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Is Chief Justice John Roberts Right? Is Pervasive Racial Discrimination in the USA Really a thing of the Past?

Writing the 5-4 majority opinion of the Supreme Court on June 25, 2013, Chief Justice John Roberts declares that Section 5 of the Voting Rights Act is no longer necessary to prevent voting discrimination on the basis of race in the United States because times have changed and racial discrimination is no longer the problem it was. “Regardless of how to look at the record,” writes Roberts, “no one can fairly say that it shows anything approaching the ‘pervasive,’ ‘flagrant,’ ‘widespread,’ and ‘rampant’ discrimination that faced Congress in 1965.”

Is racial discrimination really a thing of the past? Economists Nicolas Jacquemet and Constantine Yanellis used correspondence tests to find out. They sent out fictional resumes demonstrating equal skill levels, differing only by the name of the applicant. “Anglo-Saxon” names, “African-American” names and “Foreign” names (as judged by survey respondents) appeared at the top of these to apply for real Chicago jobs. Despite showing no difference in qualifications, resumes with Anglo-Saxon names at the top generated phone calls from interested employers 1/3 more often than resumes with African-American or Foreign names. This is not an old study — it was published in a peer-reviewed journal less than a year ago.

Is racial discrimination really a thing of the past? Sociologist Devah Pager sent out trained auditors to apply for jobs posted in the Milwaukee Journal-Sentinel. The auditors showed equivalent experience and skill in their applications, and only varied in two aspects: their race (white or black) and the criminal record they fictionally reported to potential employers (felony conviction vs. no criminal record). White auditors with no criminal background were more than twice as likely to be called back by employers after applying than black auditors reporting equivalent experience and skill. White auditors reporting a felony criminal conviction were more likely to receive a callback on their application than black auditors reporting no criminal record. This is not an old study — it was published just a decade ago.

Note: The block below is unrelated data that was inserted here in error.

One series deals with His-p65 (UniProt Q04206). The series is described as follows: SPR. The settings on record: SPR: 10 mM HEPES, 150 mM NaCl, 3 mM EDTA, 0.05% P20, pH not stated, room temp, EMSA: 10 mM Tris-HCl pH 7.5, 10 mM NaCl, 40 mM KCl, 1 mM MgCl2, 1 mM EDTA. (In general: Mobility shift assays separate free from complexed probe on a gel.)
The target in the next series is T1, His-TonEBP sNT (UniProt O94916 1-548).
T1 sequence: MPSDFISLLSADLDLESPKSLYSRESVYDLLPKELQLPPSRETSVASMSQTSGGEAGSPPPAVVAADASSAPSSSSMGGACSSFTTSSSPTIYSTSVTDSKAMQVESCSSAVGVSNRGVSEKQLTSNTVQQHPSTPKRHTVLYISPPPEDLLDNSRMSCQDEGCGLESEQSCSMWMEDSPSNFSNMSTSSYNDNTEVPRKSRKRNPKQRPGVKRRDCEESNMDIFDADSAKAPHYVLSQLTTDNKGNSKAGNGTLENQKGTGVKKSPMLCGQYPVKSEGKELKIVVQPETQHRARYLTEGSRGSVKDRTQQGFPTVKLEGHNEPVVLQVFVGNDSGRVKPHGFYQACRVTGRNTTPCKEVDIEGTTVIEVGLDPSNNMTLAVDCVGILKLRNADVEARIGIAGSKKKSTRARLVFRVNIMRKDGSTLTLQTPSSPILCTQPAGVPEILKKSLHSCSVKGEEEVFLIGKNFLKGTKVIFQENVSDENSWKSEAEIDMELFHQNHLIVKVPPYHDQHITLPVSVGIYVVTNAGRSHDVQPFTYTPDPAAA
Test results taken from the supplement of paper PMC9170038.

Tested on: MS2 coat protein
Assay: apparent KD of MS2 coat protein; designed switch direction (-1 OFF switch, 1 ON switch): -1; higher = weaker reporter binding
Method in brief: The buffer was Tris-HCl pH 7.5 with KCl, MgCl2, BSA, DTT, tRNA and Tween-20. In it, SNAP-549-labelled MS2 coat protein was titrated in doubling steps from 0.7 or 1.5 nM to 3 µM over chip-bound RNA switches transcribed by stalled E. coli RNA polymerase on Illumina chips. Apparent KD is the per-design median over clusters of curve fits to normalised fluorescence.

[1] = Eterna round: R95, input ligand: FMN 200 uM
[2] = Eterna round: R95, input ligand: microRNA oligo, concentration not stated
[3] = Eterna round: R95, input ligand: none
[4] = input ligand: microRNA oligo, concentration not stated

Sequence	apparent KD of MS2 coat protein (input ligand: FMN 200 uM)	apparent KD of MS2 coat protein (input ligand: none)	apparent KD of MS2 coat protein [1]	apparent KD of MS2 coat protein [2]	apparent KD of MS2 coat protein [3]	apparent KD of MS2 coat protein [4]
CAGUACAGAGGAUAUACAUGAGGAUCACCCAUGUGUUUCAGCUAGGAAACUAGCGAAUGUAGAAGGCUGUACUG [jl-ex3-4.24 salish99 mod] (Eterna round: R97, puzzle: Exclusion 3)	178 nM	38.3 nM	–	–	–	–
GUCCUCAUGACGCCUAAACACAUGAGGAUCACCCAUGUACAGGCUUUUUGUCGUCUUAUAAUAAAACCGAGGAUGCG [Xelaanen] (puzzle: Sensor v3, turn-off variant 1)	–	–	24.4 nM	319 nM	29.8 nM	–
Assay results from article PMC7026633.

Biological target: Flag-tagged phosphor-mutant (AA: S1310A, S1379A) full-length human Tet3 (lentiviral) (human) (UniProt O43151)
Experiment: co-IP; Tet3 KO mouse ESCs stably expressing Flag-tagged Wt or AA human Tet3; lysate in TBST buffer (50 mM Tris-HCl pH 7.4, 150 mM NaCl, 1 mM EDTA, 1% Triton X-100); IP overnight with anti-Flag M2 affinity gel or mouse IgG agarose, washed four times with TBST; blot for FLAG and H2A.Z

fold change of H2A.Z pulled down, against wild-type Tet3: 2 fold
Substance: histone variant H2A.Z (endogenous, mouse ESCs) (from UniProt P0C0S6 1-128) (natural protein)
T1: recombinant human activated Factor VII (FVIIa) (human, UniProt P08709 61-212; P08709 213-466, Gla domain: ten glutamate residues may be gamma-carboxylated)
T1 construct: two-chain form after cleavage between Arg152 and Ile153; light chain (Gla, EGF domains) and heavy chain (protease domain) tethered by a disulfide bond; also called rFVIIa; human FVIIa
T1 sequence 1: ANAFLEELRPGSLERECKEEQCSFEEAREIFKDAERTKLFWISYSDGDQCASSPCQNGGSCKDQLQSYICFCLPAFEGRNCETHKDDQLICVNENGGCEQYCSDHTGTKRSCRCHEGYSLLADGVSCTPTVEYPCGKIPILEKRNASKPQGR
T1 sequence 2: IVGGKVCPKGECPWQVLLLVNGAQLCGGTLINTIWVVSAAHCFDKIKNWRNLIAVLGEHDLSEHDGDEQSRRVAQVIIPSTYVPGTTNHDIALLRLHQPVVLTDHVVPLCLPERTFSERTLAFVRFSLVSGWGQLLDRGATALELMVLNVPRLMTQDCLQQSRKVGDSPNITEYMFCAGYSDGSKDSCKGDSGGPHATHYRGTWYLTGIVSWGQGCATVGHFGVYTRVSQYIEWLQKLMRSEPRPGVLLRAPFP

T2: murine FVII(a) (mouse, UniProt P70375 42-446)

These studies — and dozens more like them — demonstrate that despite what Chief Justice John Roberts claims, racial discrimination in the United States remains pervasive, flagrant, widespread and rampant.

2 comments to Is Chief Justice John Roberts Right? Is Pervasive Racial Discrimination in the USA Really a thing of the Past?

  • Charles Manning

    Good response to Roberts, but you don’t go far enough. By virtually any measure of success in life, Blacks, Native Americans, and Hispanics come up short. I refer to income, wealth, educational achievement, involvement in the criminal justice system, educational enrollment, family integrity, environmental quality, access to medical care, health, length of life, participation in prestigious occupations, and last but not least, access to lawyers of their own ethnic background. (The only possible exceptions: achievement as players in sports (which I attribute to that being one of the few occupations open to them without discrimination), and length of life of Hispanics.) If this isn’t a result of “‘pervasive, flagrant, widespread, and rampant discrimination,” what IS the cause? Even if you grant that some forms of overt discrimination in the past no longer occur, the lingering effects of discrimination are obvious and show little signs of abating. Plus, new forms of discrimination, such as the very election laws that the Roberts court had before it, are continuing the oppression of Blacks, Native Americans, and Hispanics. Of course, if you believe the cited minorities are inherently inferior to whites, then Roberts’ argument makes perfect sense. That’s the only way I can explain such a flippant dismissal of the continuing inequality in this country.

  • Dave

    Declarations that discrimination in this country is no longer a problem may simply mean that it is not presently a problem for European-Americans. Dismantling legal structures that help to ensure racial, that is, cultural equity will come back to bite. Read up on South Africa, the future USA.

    Demographics change. People – not so much.

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